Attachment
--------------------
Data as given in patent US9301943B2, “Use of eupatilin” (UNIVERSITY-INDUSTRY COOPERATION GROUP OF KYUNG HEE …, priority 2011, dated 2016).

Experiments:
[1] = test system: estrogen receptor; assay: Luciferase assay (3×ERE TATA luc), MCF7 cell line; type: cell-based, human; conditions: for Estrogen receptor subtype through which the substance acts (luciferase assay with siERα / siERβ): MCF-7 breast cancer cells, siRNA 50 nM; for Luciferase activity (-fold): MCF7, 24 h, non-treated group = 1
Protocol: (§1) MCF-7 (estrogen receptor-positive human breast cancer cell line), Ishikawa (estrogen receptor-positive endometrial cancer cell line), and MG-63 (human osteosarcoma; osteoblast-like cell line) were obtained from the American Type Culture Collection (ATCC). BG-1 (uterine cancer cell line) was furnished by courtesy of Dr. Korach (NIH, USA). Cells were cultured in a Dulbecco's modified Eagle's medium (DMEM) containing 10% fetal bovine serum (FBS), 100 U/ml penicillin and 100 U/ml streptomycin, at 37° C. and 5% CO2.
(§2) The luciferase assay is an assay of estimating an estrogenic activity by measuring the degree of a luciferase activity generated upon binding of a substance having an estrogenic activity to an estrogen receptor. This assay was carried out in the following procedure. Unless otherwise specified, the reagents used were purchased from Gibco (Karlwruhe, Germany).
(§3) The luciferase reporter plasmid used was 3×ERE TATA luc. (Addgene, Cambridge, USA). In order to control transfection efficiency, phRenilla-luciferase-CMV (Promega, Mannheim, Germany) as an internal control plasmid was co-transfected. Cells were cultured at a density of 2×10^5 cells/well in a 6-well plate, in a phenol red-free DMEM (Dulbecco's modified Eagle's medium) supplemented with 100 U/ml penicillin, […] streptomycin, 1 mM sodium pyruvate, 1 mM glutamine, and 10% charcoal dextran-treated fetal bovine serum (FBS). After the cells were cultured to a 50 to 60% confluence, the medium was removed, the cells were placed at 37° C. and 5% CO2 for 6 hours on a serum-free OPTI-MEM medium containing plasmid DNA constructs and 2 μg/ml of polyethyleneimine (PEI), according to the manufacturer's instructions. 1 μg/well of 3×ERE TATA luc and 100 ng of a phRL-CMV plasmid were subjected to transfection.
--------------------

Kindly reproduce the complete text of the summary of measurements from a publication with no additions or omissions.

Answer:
Data as given in patent US9301943B2, “Use of eupatilin” (UNIVERSITY-INDUSTRY COOPERATION GROUP OF KYUNG HEE …, priority 2011, dated 2016).

Experiments:
[1] = test system: estrogen receptor; assay: Luciferase assay (3×ERE TATA luc), MCF7 cell line; type: cell-based, human; conditions: for Estrogen receptor subtype through which the substance acts (luciferase assay with siERα / siERβ): MCF-7 breast cancer cells, siRNA 50 nM; for Luciferase activity (-fold): MCF7, 24 h, non-treated group = 1
Protocol: (§1) MCF-7 (estrogen receptor-positive human breast cancer cell line), Ishikawa (estrogen receptor-positive endometrial cancer cell line), and MG-63 (human osteosarcoma; osteoblast-like cell line) were obtained from the American Type Culture Collection (ATCC). BG-1 (uterine cancer cell line) was furnished by courtesy of Dr. Korach (NIH, USA). Cells were cultured in a Dulbecco's modified Eagle's medium (DMEM) containing 10% fetal bovine serum (FBS), 100 U/ml penicillin and 100 U/ml streptomycin, at 37° C. and 5% CO2.
(§2) The luciferase assay is an assay of estimating an estrogenic activity by measuring the degree of a luciferase activity generated upon binding of a substance having an estrogenic activity to an estrogen receptor. This assay was carried out in the following procedure. Unless otherwise specified, the reagents used were purchased from Gibco (Karlwruhe, Germany).
(§3) The luciferase reporter plasmid used was 3×ERE TATA luc. (Addgene, Cambridge, USA). In order to control transfection efficiency, phRenilla-luciferase-CMV (Promega, Mannheim, Germany) as an internal control plasmid was co-transfected. Cells were cultured at a density of 2×10^5 cells/well in a 6-well plate, in a phenol red-free DMEM (Dulbecco's modified Eagle's medium) supplemented with 100 U/ml penicillin, […] streptomycin, 1 mM sodium pyruvate, 1 mM glutamine, and 10% charcoal dextran-treated fetal bovine serum (FBS). After the cells were cultured to a 50 to 60% confluence, the medium was removed, the cells were placed at 37° C. and 5% CO2 for 6 hours on a serum-free OPTI-MEM medium containing plasmid DNA constructs and 2 μg/ml of polyethyleneimine (PEI), according to the manufacturer's instructions. 1 μg/well of 3×ERE TATA luc and 100 ng of a phRL-CMV plasmid were subjected to transfection.